Gettysburg National Military Park in Pennsylvania preserves the site of the largest battle ever fought in North America and the turning point of the U.S. Civil War. The battle involved more than 160,000 troops and marked the end of General Robert E. Lee’s excursion into the North. The park surrounds the small town of Gettysburg, PA and contains most of the battlefields and positions that were key to the three-day battle fought between the 1st and 3rd of July, 1863.
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ILNP Park Review
Our Weather Partly cloudy skies but 85 degrees and humid.
Our Visit I visited Gettysburg as part of a field trip for a course I was taking in Washington, D.C. in July, the same month the battle was fought.
Overall Impression Gettysburg is a solemn place, part park, part memorial, part cemetery. Wherever you turn, you’ll see memorials to units and men who fought in this epic battle where each side suffered around 50,000 casualties. The Union victory and the stop of Lee’s advance into the north is considered the turning point of the American Civil War. The area the park covers is massive, but it’s very accessible via roads and paths, and thanks to careful management, it’s preserved well enough to easily envision every major fight in the three-day battle. Gettysburg is a “must see” not only for history buffs, but for any American because of its significance in the preservation of the Union.
Visiting Visiting Gettysburg will easily take a full day, and it would take several days to see everything. In a day, you can tour the major portions of the battlefield by car and take a few hikes. There are plenty of resources for a self-guided tour, but I recommend checking into a tour with a licensed guide as these pros can add much more detail and depth to what you’re seeing. The Visitors Center is a great place to start, but unless you have multiple days to visit, save the museum and cyclorama for after the battlefield tour. It helps to tour the battlefield in the basic order of the battle. Day 1 sites include McPherson’s Ridge, Oak Hill and Oak Ridge. Day 2 sites include Pitzer’s Wood, Devil’s Den, Little Round Top and Cemetery Hill. Day 3 sites include Culps Hill, Seminary Ridge, and the Angle.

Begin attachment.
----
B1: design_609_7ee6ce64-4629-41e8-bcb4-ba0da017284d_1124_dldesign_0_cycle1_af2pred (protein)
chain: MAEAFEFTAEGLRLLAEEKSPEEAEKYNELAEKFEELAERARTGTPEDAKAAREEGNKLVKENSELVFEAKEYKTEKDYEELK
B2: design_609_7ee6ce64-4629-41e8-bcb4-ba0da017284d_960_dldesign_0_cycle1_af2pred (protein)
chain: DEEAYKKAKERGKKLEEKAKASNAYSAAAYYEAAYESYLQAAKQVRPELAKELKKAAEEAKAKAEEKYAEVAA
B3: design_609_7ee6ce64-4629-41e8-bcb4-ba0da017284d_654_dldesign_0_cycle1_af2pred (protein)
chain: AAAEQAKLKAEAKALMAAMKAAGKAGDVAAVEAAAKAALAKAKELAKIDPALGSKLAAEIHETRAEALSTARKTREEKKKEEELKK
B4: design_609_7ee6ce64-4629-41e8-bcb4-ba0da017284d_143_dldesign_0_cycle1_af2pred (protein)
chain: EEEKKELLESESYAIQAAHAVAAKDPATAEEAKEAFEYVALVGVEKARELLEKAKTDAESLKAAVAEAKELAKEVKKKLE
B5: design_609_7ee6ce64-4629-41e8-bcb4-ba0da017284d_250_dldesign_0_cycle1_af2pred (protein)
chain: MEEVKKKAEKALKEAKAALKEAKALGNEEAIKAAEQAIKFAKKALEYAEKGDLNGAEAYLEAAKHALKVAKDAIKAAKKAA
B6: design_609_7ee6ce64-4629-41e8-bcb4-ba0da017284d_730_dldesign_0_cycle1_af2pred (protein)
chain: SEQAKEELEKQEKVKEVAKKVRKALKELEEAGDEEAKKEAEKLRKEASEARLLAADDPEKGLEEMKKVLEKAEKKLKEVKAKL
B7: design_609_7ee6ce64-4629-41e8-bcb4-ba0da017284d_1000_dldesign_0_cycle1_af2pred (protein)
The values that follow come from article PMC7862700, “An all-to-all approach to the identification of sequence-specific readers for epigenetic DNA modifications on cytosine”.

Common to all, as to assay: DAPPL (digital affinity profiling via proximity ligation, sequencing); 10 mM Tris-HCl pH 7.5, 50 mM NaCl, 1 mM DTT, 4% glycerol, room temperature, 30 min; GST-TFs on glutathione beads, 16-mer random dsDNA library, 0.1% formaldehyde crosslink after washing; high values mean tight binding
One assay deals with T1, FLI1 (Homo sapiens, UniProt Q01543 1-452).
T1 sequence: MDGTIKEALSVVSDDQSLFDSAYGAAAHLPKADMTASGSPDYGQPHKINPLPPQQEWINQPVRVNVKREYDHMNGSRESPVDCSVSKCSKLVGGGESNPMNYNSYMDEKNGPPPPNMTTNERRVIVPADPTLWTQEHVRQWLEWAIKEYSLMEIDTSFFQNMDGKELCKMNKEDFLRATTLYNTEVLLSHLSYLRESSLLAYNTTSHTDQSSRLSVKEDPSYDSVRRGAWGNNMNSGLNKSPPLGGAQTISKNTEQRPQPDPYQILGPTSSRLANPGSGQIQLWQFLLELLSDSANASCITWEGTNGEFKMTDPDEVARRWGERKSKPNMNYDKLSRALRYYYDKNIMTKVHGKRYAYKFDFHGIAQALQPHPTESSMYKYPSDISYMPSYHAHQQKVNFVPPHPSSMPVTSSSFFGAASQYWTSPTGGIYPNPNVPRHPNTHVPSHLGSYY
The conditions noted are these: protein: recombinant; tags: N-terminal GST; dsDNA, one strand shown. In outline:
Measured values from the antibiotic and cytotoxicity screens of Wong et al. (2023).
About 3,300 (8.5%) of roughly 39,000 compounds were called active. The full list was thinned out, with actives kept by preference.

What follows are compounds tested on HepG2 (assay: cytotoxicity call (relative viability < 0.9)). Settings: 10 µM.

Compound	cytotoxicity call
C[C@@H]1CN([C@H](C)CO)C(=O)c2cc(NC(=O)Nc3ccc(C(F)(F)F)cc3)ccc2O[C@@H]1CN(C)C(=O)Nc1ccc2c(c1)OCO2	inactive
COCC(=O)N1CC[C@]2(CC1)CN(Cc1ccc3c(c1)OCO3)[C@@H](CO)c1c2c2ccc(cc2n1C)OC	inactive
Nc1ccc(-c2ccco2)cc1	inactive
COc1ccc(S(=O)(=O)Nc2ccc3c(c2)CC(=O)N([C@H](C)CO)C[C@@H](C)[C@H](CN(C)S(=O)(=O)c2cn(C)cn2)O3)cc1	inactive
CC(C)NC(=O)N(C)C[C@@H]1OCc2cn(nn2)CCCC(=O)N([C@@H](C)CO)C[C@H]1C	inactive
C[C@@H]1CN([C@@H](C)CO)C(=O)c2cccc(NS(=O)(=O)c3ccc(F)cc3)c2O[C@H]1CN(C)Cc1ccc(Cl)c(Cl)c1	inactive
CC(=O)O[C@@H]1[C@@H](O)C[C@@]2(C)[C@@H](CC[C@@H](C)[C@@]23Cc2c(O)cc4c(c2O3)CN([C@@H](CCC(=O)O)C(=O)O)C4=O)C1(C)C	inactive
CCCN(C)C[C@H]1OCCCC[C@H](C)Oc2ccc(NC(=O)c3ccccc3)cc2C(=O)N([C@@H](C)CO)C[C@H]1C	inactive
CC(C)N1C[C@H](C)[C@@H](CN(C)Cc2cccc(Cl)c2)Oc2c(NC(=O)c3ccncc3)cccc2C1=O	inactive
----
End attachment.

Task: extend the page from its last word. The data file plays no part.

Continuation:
If you have limited time, I recommend you spend it at Little Round Top and the Angle. These areas, particularly Little Round Top, were home to some of the fiercest fighting and showcase the impact topography had on the battle. Park management has done a good job in preserving the battlefields as close to possible to their condition in 1863 including trees, fences and buildings, so you really get a sense of what the soldiers saw and faced. You can also visit the national cemetery and the site of President Lincoln’s Gettysburg Address, given in November, 1863, several months after the battle.
One thing that will surprise new visitors is the sheer number of monuments strewn about the battlefield. There are more than 1300 monuments to people, events and units, and while at first they can be distracting, each tells a bit of the Gettysburg story. Take some time to read the words on the monuments you pass.If you have limited time, I recommend you spend it at Little Round Top and the Angle. These areas, particularly Little Round Top, were home to some of the fiercest fighting and showcase the impact topography had on the battle. Park management has done a good job in preserving the battlefields as close to possible to their condition in 1863 including trees, fences and buildings, so you really get a sense of what the soldiers saw and faced. You can also visit the national cemetery and the site of President Lincoln’s Gettysburg Address, given in November, 1863, several months after the battle.
Here are a few tidbits on different areas of the park and what you can expect to see. After the visitors center, they are arranged in roughly the order of the battle.
Visitors Center and Museum
The Visitors Center is impressive and boasts a large gift shop and cafeteria in addition to a museum and cyclorama which require tickets (the rest of the park is free). The facility is modern, clean and air conditioned, and is a good respite from the outdoors. There are displays of weapons and uniforms in the free area with more to see behind the doors of the paid portion of the museum.
McPherson’s Ridge was the sight of the first skirmishes on Day 1 of the battle. Confederate troops were advancing toward Gettysburg from the west, as legend would have it in search of shoes, when they ran into Union cavalry and infantry which had recently arrived from the south. The Union lines initially repelled the attack. McPherson’s barn still stands, along with the fences, trees and small ridges that gave the defenders an advantage. Budget 20-60 minutes to drive through the area and stop a few of the monuments.